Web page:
“You shouldn’t run” is a frightening tale that’s told all too often. The running community has stereotyped medical professionals as a society of running haters. A society of clinicians with only one answer for a running injury: “stop running.” In fact, there may be no quicker way to turn off a runner than these two simple words: stop running.
The favor is reciprocated by medical professionals. Runners are generally painted as patients looking for a specific answer and quick fix. We’re also viewed as a self-diagnosing and impatient group. Some believe that if a runner doesn’t find an answer they’re looking for they will simply continue the search (whether it’s on Google or at another office). To get the best care you need to find the right person, one free from stereotypes. Finding that person can be can be tricky. Luckily, we can help steer you in the right direction before you seek help.
First, you should never judge a clinician on whether they run or not. I know. I know. You want someone who “gets it”. But this factor alone cannot be your deciding factor when seeking help. Some of the most talented medical professionals have never laced up their shoes for a single run. For you it’s more important that they understand movement and injury rehabilitation. Skill above all else will heal you. A skilled clinician can find the root cause of your injury and put the pieces back together.
Admittedly, there are some issues with non-running clinicians. Where the ‘non-running’ clinician falls short is within the realm of the crushing psychological weight that accompanies being sedentary. The non-running clinician might not fully understand that you’re an emotional mess of internal dialogue. An internal dialogue (read inner crazy) that is force fed through the observance that everyone in your daily commute has gone out for a run whenever you leave the house. (Has anyone else noticed this??)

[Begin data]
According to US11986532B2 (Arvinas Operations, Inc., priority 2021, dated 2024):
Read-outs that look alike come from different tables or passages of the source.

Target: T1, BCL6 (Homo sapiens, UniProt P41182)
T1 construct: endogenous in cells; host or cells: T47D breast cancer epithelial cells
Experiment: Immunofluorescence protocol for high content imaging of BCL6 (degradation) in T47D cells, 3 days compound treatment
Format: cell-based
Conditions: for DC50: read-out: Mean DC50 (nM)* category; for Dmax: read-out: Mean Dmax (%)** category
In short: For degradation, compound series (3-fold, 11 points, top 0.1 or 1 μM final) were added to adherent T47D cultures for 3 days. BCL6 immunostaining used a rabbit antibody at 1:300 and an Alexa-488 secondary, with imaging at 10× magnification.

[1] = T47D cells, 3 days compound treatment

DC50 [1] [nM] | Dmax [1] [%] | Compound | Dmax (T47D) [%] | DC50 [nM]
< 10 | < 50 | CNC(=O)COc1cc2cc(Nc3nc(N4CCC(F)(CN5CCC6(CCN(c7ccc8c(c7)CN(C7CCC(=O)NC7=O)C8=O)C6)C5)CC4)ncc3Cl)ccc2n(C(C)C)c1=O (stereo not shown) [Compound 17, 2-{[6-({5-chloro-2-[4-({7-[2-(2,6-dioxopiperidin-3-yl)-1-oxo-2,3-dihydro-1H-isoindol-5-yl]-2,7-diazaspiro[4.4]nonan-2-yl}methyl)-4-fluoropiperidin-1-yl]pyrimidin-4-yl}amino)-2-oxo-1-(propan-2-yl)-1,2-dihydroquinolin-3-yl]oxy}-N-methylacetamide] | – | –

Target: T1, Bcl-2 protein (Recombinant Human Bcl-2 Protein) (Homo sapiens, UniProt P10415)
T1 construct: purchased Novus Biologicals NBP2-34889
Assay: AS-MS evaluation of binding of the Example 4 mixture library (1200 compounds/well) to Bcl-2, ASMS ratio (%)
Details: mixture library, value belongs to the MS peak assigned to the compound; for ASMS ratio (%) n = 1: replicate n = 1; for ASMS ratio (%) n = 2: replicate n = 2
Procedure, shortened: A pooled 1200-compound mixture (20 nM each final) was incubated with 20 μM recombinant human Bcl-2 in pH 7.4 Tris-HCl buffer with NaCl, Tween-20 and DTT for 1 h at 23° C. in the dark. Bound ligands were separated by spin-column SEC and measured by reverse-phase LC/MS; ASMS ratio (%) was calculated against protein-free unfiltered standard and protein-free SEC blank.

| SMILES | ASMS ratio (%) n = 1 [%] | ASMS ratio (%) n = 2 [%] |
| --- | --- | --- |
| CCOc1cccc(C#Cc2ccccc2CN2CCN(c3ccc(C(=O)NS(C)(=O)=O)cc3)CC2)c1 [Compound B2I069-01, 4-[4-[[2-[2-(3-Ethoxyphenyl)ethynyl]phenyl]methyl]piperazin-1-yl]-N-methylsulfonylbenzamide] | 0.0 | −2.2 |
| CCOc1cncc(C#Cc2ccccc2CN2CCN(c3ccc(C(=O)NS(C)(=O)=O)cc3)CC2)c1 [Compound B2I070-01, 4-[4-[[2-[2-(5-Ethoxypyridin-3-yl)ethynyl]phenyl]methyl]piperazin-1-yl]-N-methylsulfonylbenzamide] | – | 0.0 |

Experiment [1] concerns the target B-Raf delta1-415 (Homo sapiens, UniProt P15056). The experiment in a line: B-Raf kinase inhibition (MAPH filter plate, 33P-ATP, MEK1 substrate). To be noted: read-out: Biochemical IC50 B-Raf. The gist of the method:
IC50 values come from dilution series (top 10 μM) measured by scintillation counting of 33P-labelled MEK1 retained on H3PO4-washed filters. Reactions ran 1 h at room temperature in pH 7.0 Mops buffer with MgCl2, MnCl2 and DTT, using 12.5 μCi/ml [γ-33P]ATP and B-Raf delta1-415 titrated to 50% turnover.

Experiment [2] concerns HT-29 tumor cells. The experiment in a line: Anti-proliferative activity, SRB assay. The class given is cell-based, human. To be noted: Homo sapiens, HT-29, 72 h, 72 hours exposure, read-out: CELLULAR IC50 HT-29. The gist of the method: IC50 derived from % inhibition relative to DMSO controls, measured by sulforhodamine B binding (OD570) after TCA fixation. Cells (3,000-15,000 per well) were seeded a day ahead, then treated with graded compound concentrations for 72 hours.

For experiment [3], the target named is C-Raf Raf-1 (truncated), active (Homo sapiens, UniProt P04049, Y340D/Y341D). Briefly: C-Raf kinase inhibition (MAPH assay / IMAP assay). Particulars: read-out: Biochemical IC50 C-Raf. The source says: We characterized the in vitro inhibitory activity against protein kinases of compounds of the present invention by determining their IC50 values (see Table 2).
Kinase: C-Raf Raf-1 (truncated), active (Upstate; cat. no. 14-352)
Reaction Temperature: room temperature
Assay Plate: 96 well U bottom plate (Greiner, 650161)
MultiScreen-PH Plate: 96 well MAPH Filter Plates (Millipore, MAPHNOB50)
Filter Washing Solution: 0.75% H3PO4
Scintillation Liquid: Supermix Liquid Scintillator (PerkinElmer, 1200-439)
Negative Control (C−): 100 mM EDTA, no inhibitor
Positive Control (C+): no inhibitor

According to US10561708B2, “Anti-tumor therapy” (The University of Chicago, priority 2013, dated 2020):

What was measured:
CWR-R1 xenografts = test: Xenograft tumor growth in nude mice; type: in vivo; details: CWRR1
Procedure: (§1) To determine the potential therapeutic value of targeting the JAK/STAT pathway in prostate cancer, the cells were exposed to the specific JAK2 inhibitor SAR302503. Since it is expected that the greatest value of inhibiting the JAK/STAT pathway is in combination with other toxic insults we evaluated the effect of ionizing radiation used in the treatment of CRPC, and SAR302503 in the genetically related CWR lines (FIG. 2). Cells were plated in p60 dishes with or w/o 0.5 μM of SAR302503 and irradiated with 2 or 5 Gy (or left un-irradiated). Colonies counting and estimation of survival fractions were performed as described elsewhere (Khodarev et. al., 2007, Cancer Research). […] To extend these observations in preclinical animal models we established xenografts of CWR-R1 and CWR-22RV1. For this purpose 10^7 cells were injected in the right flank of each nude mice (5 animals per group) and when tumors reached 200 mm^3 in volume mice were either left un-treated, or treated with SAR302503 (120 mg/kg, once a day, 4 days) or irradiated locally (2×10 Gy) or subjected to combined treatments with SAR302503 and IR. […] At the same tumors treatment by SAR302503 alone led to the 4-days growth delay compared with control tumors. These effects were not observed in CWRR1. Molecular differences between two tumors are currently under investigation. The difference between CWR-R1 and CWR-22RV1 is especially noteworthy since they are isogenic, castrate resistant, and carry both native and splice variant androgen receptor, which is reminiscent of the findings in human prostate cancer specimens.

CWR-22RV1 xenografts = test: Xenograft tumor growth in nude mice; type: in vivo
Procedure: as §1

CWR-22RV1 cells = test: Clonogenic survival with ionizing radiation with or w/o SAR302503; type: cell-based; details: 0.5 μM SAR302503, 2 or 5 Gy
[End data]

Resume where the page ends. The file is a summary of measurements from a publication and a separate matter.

There are few tips when navigating the treatment jungle:
1: Ask around. It’s quite easy via social media to get recommendations. You’ll want to find a doc who works specifically in orthopedics. When you begin to narrow your search ask follow up questions or perform a simple Google search. Tie breakers go to clinicians who run.
2. Don’t like the person? Don’t be afraid to try again. Your first visit should not only tell you what the sources of pain are, but why the problem developed (i.e. overtraining, strength, flexibility, run form, etc.). The clinician should also layout a treatment plan for you too. If they don’t be sure that they direct you to someone who can. DO NOT accept a packet of papers as your treatment approach.
3. Seek a Physical Therapist first. Overuse injuries RARELY require surgery or a cortisone injection. A visit to your local orthopedic doctor can likely fetch you a diagnosis but zero information on how to return to running. A skilled physical therapist can lead you from diagnosis through treatment, minimizing time lost due to injury. *Note: most states DO NOT require you to have a physician referral to begin physical therapy. (Michigan and Oklahoma are the only two states who require a physician referral).
4. Being told not to run is NOT the end of the world. You shouldn’t let it go in one ear and out the other. There are in fact times when you shouldn’t run. Actually, if you’re told not to run it may be a good thing. It can help you determine if you have the right clinician in your corner. A “you shouldn’t run” should be followed with two things: a reason why and a treatment plan to return. If it’s accompanied with zero explanation you may need to find someone else.
5. Start conservative. Avoiding a quick fix can be tough. Sure, a cortisone injection may help your knee this weekend, but it may have lasting effects down the road. Three to four weeks of conservative treatment may be enough time to know whether more invasive measures are needed.
The great thing about treatment is that you can always try again. Your choice for treatment (specialty or rehabilitation) is ultimately up to you. A doctor may offer a recommendation or steer you in a direction, but you have final say for treatment. If you don’t know where to start, begin by asking your local running club. Most importantly, if you’re not happy with your choice try again.